Monday, 4 February 2013

Vapnartak weekend

No midweek game last week as we had a full weekend of gaming organised. On Saturday it was an Indian Mutiny game in 15mm using the 'Devi's Wind' rules.  The scenario was based on the arrival of the seige train which would enable the East India Company's troops to breach the walls of Dehli.  The mutineers needed to prevent it's arrival and so launched repeated attacks against the head and flank of the approaching column. On the opposite flank attacks were made on Hindu Rao's house which was garrisoned by Ghurkas.  In the centre the Prince of Dehli, the mutineer commander used his abundant artillery to batter the defences opposite him prior to launching his own attack. Here are a few photos; firstly the beseigers' position from behind their right flank,with Hindu rao's House in the far distance

The East India Companies front line, this was destroyed by the heavy fire from the mutineer artillery

Troops from the Naval Brigade move into the marshy area on the beseigers' right to support their artillery and protect the flank of the seige train 

What the battle was all about, the head of the seige train makes it's stately progress towards the seige lines.

The mutineer left fought bravely, sending wave after wave of attacks on the relief column.  They did have some success; the gun crews shown in the photo with the Naval Brigade had to be replenished twice due to fire from the mutineers.  Also the native cavalry defeated a unit of Lancers and set off in pursuit, only to met with concentrated rifle fire from the seige lines and then overwhelmed by Company reinforcements. The battle revolved around control of the village covering the bridge which was the only route for the seige train. The relief train commander commtted his elite unit (Highland infantry) to the defence and although they suffered heavy casualties they managed to hold on.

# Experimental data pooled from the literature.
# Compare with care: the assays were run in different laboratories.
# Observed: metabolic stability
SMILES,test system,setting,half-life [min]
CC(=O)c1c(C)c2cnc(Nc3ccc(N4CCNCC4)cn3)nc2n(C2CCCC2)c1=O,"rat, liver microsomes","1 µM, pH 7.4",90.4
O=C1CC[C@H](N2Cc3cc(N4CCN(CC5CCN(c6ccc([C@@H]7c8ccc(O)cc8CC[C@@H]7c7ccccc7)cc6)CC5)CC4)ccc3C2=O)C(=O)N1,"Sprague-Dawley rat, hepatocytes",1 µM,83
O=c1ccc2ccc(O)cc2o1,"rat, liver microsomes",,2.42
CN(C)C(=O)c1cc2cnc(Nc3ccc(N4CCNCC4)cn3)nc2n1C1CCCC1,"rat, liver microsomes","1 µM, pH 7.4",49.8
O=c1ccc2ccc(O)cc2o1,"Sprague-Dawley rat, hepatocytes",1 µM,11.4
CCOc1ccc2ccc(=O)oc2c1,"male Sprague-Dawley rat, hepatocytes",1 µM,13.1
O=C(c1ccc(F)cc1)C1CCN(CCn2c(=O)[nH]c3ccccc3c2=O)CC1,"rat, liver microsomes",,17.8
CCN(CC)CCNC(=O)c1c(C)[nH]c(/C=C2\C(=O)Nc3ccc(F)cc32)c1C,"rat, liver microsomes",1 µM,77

The mutineers on the opposite flank fared little better.  Three separate attacks on Hindu Rao's House melted away before the fire of the defenders and a flanking attack by the cavalry was severely hampered by the close terrain.

Two photos of the Mutineer defences

 The Company cavalry holding off the Mutineers
 The Prince supports his troops
 Mutineer cavalry trying to work round the beseigers' flank
The battle for the vital village

The mutineers' attack in the centre was rather slow in forming up (stories later circulated that the Prince was not aware there were two gates he could use to move troops out of the city, "I have a man to look after such things" he is reported to have said.)  Anyway, by the time everything was ready,the flank attacks were petering out and when a loud cheer was heard from the seige lines signifying that the supply column had begun to arrive the Prince ordered that all forces return to the city.

This was an enjoyable game and although the rules have some shortcomings when you fight a large action with plenty of troops the minor details are not as significant.

It was an early start on the Sunday morning as the detatchment of Gentlemen Pensioners, having obtained their visas, set off over the Pennines to Yorkshire.  The Vapnartak show has become increasingly popular over the last few years and this trend continued.  We were helping out on the Lance and Longbow stand at the show and putting on Grandson as a demonstration game.  Little progress was made in the morning as most of the time we were talking to visitors about the game, which of course is what we were there for in the end.  
 The Seige of Newcastle
 Indian Mutiny
 Star Wars
 Pegasus Bridge
There were several large games on show,among which were the Wargames Holiday Centre with a demo game of the Indian Mutiny in 25mm and York Wargames Club with the Seige of Newcastle.  They also provided two participation games Attack on the Death Star and Pegasus Bridge. The Ilkley Lads had an 'Old School' game using the Maurice rules, a welcome alternative to games with scenery which 'overpowers' the game.  
As usual there was a strong trade presence and although I restricted myself to one pot of paint and a 25mm bridge there were plenty of customers stocking up for the coming year.
Our game was adjudged a Burgundian victory although two of the Swiss pike blocks had smashed through the Burgundian infantry.  The Burgundian gendarmes were still a potent force and threatened the flanks of the Swiss units. 

As usual a very enjoyable 'Pensioners' weekend, thanks are due to Steve and Gwen for their hospitality, Roy (Indian Mutiny) and Bob (Grandson) for organising the games.  Here's to the Pensioners AGM in June!

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